Tag Archives: slits

Moving along

Some pictures today… I’ve noticed that the pictures are going up on Facebook and not here. Plus, frankly, there’s just not a lot to write about. It’s cold, and I’m already tired of cold weather. On cold days, my time goes like this:

  • To the studio
  • Start a fire
  • Weave
  • Haul in more wood
  • Stoke the fire
  • Weave
  • Repeat as needed

The weaving–I’m weaving two small pieces on the big loom. They are in the neighborhood of 16 inches wide, and the intent is for them to be more or less square. I was having fun weaving one of the pieces and got to the place where the warp needed to be advanced. That means it’s time to work on the other piece. With both of these I am doing something different, at least for me. Untitled-4

Detail

Detail

 

 

 

When I posted the above pictures, I asked if anyone could tell what it is. Untitled-1 The next pic is below.  Yep, here it is in all its glory. You may notice a lot of big slits. I don’t do slits. In theory, I know how to sew them together, but since I don’t do slits, well, you can see where this is going. And that “hair?” That’s what is in the detail above. That’s going to be everywhere, like Little Orphan Annie. Except more colorful.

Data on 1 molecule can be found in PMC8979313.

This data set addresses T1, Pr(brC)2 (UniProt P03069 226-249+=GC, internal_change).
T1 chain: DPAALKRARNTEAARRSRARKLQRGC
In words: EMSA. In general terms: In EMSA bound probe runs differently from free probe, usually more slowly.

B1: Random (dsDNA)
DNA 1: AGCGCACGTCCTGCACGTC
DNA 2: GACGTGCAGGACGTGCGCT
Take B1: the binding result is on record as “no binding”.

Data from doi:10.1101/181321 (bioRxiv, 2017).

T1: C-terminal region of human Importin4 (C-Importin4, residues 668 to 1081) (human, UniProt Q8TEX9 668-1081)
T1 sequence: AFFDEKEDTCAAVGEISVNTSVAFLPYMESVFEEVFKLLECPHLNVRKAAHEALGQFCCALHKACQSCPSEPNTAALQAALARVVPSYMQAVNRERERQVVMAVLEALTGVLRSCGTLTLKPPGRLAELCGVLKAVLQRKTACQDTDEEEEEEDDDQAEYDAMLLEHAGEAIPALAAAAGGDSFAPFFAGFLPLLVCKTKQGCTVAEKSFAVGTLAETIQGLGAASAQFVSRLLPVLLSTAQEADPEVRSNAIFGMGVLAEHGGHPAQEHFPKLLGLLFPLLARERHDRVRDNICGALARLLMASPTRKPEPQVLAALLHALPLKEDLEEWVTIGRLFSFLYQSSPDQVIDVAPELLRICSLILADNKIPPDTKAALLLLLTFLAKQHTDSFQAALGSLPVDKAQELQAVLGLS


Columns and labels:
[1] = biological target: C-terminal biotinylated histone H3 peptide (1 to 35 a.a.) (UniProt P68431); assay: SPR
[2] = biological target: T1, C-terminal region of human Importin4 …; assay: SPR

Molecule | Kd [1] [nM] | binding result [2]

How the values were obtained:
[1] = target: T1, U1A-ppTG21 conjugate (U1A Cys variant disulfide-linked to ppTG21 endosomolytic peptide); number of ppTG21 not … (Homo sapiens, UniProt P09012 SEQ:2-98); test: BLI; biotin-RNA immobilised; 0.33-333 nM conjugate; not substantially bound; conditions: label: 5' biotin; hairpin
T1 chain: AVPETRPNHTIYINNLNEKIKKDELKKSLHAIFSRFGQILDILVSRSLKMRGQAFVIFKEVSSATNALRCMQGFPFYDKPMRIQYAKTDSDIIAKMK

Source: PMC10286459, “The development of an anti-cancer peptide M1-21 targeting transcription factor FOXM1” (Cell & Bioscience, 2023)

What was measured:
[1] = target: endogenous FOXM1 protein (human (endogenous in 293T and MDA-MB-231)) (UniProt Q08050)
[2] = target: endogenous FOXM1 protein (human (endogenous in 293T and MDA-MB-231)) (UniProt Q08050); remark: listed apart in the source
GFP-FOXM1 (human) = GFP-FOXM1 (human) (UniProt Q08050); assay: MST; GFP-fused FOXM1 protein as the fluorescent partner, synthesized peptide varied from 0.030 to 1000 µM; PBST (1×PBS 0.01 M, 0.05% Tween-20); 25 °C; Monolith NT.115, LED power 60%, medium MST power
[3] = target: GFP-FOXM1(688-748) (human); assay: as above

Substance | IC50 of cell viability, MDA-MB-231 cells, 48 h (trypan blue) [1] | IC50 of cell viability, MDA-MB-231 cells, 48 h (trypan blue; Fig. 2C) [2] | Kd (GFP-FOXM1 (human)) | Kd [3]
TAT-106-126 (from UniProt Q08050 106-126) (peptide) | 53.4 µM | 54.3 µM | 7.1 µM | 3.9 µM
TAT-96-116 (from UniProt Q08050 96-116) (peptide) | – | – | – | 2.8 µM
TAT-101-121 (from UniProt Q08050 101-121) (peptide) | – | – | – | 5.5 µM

And this may be the last picture seen of this project, depending on how those slits go. No matter, at least a something that’s been in my sketchbook for a really long time will have been attempted.

 

To slit or not to slit

Designs that require slits are to be avoided. And I usually do avoid them, but in a weak moment I started weaving a design when I really knew better. I’ve been sewing them up as I go along, but frankly, I just don’t like the way they look. To make sure I was doing them correctly, I did a small search.

ATA has a very good article by Susan Maffei about slits. Other links led me to articles or pictures were not so informative.

So while weaving, I have been thinking about these angles that end up in slits and a few other types of weaving I want to do. I’m thinking I really need to warp up that baby loom and get to experimenting.

To take a break from slits, I came across this from a publication called My San Antonio. The artist is Anita Valencia, who titled her installation “Sun She Rise Sun She Set and You Ain’t Seen Texas Yet”.